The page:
42 Years Ago: Boston Unveils Their Self-Titled Debut Album

August 24, 2018

On August 25th, 1976, the phenomenon known as Boston dropped their debut album by way of Epic Records.

Started by MIT graduate Tom Scholz, Boston started out very much like any other band of their time: in a homemade basement studio playing local gigs with high hopes of being signed to a big record label.

Scholz, already a classically-trained pianist, did not pick up a guitar until his early twenties when he joined a college band with drummer Jim Masdea and guitarist Barry Goudreau. Soon they recruited the talents of singer Brad Delp to complete their tight four-piece that would last for many years as just another unsigned local band.

The years passed by so much that they were close to hanging it up for good in 1974. By this time, Scholz insisted they stay, by bringing Delp and Masdea back into his basement recording studio to lay down six new songs. Little did they know, these were the recordings that were going to get them signed by Epic Records thanks to the efforts of their managers Paul Ahern and Charlie McKenzie.

Interestingly enough, Epic Records executive Lenny Petze had previously (and aggressively) passed on signing Boston their label before. Although Petze was very vocal in about signing them to Epic Records to the public, Scholz says he keeps a rejection letter framed in his office.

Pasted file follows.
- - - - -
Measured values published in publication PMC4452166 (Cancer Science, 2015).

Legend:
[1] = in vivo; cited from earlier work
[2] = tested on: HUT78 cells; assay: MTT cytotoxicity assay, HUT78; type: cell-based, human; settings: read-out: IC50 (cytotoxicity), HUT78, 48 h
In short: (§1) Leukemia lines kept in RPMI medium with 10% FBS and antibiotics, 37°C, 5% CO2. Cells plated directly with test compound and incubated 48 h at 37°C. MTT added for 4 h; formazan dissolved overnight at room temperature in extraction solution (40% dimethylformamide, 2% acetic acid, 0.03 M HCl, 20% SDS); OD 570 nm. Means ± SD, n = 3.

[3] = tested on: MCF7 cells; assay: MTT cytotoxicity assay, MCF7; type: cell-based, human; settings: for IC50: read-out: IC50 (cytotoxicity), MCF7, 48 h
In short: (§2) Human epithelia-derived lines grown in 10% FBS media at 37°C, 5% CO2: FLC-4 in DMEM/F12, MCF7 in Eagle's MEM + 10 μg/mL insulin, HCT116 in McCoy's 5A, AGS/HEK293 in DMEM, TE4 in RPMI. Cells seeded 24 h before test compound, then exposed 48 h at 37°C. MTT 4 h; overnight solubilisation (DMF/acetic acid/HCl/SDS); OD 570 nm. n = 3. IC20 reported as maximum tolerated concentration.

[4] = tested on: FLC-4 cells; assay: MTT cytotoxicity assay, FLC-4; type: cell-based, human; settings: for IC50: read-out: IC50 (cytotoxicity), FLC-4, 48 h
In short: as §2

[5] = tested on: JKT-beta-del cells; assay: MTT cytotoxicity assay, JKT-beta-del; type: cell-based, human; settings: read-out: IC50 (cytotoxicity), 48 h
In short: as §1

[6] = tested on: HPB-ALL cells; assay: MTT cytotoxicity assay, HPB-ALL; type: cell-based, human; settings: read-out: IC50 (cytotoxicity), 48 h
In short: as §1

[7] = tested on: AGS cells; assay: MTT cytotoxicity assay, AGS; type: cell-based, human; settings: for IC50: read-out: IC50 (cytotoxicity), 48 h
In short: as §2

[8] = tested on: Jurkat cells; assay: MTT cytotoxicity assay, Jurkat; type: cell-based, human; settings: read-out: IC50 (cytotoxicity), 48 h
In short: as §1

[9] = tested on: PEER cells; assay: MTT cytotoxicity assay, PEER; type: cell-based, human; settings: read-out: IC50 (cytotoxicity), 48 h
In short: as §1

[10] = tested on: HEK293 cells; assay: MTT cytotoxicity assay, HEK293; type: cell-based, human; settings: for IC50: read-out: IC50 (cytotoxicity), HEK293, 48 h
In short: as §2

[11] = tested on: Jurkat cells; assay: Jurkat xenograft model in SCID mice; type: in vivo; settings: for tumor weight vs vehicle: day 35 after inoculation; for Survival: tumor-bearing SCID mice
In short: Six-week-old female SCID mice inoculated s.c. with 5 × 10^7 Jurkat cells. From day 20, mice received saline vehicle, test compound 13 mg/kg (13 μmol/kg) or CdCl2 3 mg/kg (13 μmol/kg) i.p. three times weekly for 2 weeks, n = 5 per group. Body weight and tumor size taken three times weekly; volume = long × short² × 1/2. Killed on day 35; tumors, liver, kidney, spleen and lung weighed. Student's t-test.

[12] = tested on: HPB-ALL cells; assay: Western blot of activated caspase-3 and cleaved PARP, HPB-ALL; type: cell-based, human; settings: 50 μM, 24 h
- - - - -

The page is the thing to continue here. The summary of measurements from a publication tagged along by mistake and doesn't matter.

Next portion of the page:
Although he was ecstatic that Boston got signed to Epic Records, Masdea had already left the band. Scholz had to act quickly to fill in the slots for a live show. Thankfully, he managed to recruit drummer Sib Hashing and bassist Fran Sheehan into the fray.

Now that they've been signed, Epic Records wanted them to send them to Los Angeles to record an album in a professional recording studio with producer John Boylan. For most aspiring rock stars, this would sound like a dream come true. Scholz however shot down the idea. Instead he and Boylan devised a plan that would send Goudreau, Sheehan, Delp and Hashian to Los Angeles while Scholz stayed at home, refining their demos and submitting them to Epic Records to give them the idea that these were the polished versions.

Besides acting as the middleman between Scholz and Epic Records, Boylan made another enormous contribution to the band: their name. When they were first signed, they went under the moniker of Mother's Milk. Instead, he had them change it to "Boston." With a brand new name, and an awesome sci-fi-inspired album cover, Boston's debut album was ready to hit the shelves in 1976.

Boston's sound caught some criticism because it mixed rock and pop so well that it was dubbed as "corporate rock." Despite this, Boston secured their place in rock history with their opening track "More Than A Feeling," selling half a million copies in a matter of weeks and shooting them up to No. 1 on the Top 5 pop charts. Scholz then quit his job at Polaroid, and the rest is history.